Wittenberg became Germany’s leading publishing city. Luther continued to compose books in Latin, like The Bondage of the Will, but most of his works were short and affordable. They had a distinctive look, due to Cranach’s artistic and business sense. Cranach used the new technique of wood cuttings to provide artistically attractive title pages for Luther’s publications. For instance, his painting of “Law and Gospel” depicted significant scenes and figures from the Bible to illustrate this key Lutheran contrast. He then rethought and redesigned the painting to decorate the title page of Lutheran books.

In the middle of these woodcuts was a square or rectangular space for the title at the top and the year of publication at the bottom. Under the title Luther’s name was prominently displayed and above the publication year the place name, Wittenberg (Wuittembergae, zu Wittenberg). That gave the stamp of authenticity to the work. Publishers in other German cities caught on. Their customers were demanding authentic Lutheran writings from Wittenberg with their distinctive title pages. Reprints of Luther’s books in other German cities started to feature wood cuttings on the title page, although without Cranach’s artistic distinction. Publishers in other cities often put “Wittenberg” on the title pages of their reprints. As Luther’s ideas and insights spread over Germany and Europe, Wittenberg’s publishing industry created many jobs and a solid business basis for a new Christian society.

Rod Dreher urges Christians to build a distinctive Christian culture to survive the oppression and cultural isolation of the coming decades. The best model for doing this, however, is not building a monastery on Monte Cassino. It is the development of a distinctive Christian culture from classical education to business and art in sixteenth-century Wittenberg. That little city had an excellent university and a successful publishing industry that spread the Gospel and encouraged literacy with attractive books. Luther, a Biblical exegete, wrote for other scholars in Latin and for a rising urban middle class who read German. Cranach was a painter and artisan, but also a shrewd entrepreneur. By living their Christian vocations, they became God’s instruments in shaping a new, creative and economically sound Christian society in a hostile world. If today’s Christians need encouragement in preserving and creating a healthy Christian culture in our increasingly secular society, they do not have to study in a large university in a big city. They can look at the story of tiny, isolated Wittenberg in the sixteenth century. The route to a creative, free, and Christian future will come from learning the story of our ancestors and remaining loyal to their legacy. Classical Christian education is a key part of that story.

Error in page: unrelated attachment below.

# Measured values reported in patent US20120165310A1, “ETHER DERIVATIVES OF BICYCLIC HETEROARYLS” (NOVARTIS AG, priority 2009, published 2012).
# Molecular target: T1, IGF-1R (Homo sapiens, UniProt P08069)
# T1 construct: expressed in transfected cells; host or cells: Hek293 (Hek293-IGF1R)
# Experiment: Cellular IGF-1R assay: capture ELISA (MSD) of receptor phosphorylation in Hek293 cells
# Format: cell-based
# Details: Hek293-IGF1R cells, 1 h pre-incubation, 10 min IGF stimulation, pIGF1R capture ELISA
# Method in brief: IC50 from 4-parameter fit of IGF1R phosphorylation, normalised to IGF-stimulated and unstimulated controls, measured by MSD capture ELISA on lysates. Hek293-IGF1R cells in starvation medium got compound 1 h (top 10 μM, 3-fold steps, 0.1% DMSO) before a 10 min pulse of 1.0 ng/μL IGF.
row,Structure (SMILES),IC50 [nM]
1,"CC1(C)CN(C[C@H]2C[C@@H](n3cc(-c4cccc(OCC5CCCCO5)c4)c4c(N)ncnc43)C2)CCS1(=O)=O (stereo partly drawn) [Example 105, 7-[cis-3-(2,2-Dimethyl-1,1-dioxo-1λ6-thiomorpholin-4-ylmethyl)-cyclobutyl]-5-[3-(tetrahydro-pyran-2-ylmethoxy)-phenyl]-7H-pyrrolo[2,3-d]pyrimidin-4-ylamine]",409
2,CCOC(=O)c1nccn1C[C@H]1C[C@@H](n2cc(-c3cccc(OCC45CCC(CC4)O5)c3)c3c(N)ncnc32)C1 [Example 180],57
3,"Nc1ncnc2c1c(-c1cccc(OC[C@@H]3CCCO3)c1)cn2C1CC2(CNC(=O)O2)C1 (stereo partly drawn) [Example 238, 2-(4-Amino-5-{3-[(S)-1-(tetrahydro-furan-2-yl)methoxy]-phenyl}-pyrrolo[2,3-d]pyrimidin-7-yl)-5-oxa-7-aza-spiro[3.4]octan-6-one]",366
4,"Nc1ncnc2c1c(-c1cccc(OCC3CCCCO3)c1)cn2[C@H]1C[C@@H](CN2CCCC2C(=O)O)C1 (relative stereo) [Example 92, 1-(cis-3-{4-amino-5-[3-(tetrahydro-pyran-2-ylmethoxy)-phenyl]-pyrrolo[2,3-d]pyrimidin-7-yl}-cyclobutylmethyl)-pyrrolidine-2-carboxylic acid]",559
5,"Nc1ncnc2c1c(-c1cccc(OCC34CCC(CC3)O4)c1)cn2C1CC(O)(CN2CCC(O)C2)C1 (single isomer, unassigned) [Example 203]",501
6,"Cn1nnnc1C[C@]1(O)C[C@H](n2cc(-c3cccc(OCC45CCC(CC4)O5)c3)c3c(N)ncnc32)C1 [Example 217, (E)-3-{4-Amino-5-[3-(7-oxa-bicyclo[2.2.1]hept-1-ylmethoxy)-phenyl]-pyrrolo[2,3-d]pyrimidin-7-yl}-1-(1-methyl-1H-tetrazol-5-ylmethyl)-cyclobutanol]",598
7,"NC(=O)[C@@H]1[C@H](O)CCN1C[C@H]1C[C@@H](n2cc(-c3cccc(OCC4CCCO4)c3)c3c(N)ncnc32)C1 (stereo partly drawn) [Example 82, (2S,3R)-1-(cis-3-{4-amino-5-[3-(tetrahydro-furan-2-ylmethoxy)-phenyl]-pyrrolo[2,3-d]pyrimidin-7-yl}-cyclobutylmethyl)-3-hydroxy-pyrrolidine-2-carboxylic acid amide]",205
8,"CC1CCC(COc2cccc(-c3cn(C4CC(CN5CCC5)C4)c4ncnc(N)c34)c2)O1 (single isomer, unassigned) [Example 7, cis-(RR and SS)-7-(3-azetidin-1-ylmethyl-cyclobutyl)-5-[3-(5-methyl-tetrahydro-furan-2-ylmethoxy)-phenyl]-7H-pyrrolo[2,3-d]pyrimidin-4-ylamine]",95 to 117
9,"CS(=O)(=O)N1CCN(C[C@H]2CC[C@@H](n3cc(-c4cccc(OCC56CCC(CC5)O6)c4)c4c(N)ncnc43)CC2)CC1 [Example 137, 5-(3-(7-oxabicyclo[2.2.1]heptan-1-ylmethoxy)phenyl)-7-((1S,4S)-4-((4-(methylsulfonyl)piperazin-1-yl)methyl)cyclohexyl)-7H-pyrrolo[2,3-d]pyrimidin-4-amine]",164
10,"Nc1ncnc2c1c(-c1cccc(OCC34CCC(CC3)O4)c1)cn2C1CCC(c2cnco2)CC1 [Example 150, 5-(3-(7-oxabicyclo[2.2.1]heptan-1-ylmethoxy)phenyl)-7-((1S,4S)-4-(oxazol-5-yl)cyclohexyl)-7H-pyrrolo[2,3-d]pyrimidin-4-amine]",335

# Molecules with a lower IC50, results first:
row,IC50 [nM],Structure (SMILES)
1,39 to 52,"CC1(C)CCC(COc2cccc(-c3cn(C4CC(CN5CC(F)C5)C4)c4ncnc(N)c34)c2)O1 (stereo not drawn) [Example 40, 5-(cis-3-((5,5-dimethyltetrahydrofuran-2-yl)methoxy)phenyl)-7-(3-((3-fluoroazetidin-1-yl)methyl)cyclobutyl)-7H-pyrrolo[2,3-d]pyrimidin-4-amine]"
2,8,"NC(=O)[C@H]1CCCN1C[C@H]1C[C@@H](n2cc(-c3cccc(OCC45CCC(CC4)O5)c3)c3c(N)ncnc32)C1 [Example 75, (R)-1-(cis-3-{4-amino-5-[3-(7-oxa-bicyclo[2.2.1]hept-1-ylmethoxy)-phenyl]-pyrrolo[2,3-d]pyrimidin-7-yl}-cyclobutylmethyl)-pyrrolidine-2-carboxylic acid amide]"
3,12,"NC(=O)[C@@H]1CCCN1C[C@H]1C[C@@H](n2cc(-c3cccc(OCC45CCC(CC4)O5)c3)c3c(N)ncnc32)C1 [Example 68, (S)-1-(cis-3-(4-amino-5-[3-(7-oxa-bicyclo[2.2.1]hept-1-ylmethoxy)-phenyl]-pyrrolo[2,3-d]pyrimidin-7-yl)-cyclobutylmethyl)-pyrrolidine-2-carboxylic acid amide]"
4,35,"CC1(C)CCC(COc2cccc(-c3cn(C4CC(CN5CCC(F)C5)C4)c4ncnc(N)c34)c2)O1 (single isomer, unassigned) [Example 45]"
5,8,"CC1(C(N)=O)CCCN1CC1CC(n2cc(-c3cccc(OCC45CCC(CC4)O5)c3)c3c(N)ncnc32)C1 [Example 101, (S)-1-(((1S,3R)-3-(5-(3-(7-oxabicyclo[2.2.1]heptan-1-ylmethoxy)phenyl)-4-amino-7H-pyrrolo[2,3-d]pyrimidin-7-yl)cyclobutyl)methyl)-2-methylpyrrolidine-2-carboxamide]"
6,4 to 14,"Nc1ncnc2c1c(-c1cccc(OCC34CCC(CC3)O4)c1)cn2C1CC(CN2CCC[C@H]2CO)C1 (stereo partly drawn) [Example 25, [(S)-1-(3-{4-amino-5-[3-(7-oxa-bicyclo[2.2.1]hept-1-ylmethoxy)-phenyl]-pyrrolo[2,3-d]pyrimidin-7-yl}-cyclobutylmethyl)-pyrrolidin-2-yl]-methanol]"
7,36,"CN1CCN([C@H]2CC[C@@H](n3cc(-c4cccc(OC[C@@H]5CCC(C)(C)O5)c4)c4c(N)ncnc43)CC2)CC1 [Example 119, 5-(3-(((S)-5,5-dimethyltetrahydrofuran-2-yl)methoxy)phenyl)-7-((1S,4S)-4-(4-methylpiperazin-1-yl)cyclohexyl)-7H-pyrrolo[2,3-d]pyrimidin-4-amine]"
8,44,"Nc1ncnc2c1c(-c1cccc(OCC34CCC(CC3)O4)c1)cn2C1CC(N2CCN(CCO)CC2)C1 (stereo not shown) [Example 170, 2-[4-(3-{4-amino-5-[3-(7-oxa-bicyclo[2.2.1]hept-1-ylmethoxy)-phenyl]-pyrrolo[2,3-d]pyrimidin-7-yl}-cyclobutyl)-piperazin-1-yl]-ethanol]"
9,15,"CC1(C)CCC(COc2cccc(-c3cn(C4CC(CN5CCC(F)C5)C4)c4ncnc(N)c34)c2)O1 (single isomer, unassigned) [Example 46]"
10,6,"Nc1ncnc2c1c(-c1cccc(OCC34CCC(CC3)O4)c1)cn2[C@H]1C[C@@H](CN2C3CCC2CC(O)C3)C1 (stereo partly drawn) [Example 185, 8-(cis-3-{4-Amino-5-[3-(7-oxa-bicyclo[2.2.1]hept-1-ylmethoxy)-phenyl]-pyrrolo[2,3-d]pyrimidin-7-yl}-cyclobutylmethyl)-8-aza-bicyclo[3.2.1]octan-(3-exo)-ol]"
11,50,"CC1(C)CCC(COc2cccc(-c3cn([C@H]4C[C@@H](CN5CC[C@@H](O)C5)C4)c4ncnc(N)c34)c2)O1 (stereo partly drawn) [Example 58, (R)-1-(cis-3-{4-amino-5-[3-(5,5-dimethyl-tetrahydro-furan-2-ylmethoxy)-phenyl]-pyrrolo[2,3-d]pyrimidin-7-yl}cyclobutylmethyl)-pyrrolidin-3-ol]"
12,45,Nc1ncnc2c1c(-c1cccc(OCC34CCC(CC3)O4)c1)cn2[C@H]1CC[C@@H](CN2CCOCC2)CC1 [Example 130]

End Notes

1 Ernest G. Schwiebert, The Reformation, II: The Reformation as a University Movement (Fortress: Minneapolis, 1996) 457


E. Christian Kopff

Dr. E. Christian Kopff is retired professor of Classics at the University of Colorado and the author of The Devil Knows Latin.